January 31, 2008

Constructing construction of the LHC

Symmetry magazine has some good articles in their most recent issue. Which is another way of saying "there are some parts that aren't about the LHC." First, an article by Dennis Overbye about the wretched "God Particle" terminology. I think he arrives at the wrong conclusion (he says it's ok), but I admire the effort.

Physicists groan when they hear it referred to as the “God particle” in newspapers and elsewhere (and the temptation to repeat it, given science reporters’ desperate need for colorful phrases in an abstract and daunting field, is irresistible). Even when these physicists approve of what you have written about their craft, they grumble that the media are engaging in sensationalism, or worse.

Seriously dude. There is enough God in other places, lets keep science a nice pristine, hypoallergenic, god-free zone. Through stake-burnings and heavy sack beatings if necessary. This god particle business is really dragging down our atheist world conspiracy.

Secondly, is this weird blip about some lady studying the "anthropology of physicists." I kid you not. Anthropology, it seems to me, ran its course about 50 years ago. Once they finished off the idea of cultural, um, whatever we called the concept that it Europeans should take over third world nations and make them wear pants. And yet, despite our now-complete picture of human behavior, anthropologists continue to exist. Camping out in banana republics, publishing papers on how the introduction of plastic bags has impacted indigenous communities, and using the word "construct" in an incorrect social-sciences sense that annoys those of us with a grasp on the English language. After a term of anthropology as an undergrad we had heard so many accounts of trips to Papua New Guinea that we began to assume the constant influx of anthropologists there to observe its many diverse and isolated cultures was propping up the local economy. At one point I asked the professor whether any anthropologists had studied the culture of anthropologists working in Papua New Guinea -- the answer was yes. Why the field of did not self-destruct at that moment has eluded me.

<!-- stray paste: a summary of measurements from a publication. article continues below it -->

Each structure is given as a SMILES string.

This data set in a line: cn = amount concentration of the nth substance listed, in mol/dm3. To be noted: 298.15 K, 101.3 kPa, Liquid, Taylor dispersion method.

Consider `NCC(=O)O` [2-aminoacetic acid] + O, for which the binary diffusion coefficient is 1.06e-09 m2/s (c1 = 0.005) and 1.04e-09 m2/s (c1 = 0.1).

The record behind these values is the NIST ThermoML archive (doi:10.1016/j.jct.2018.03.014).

But enough diversion. The woman observing particle physicists is about one step away from that.
“I’m interested in how social convention or custom enter the objective world of physics,” Roy says. For example, the use of “right-handed” and “lefthanded” to describe the parity of particles can be seen as a link from concrete, observed reality to the abstract workings of the mind...Roy also examines the assumptions made by particle physicists and the effects of those assumptions on their results. She is interested, for instance, in the criteria that the ATLAS Trigger Data Acquisition group use for deciding which particle collisions are interesting enough to record, and which to throw out.

There might be something to the first question, but the second is a technical one. Now if only we can find someone to tail the anthropologist, we could better understand her culture...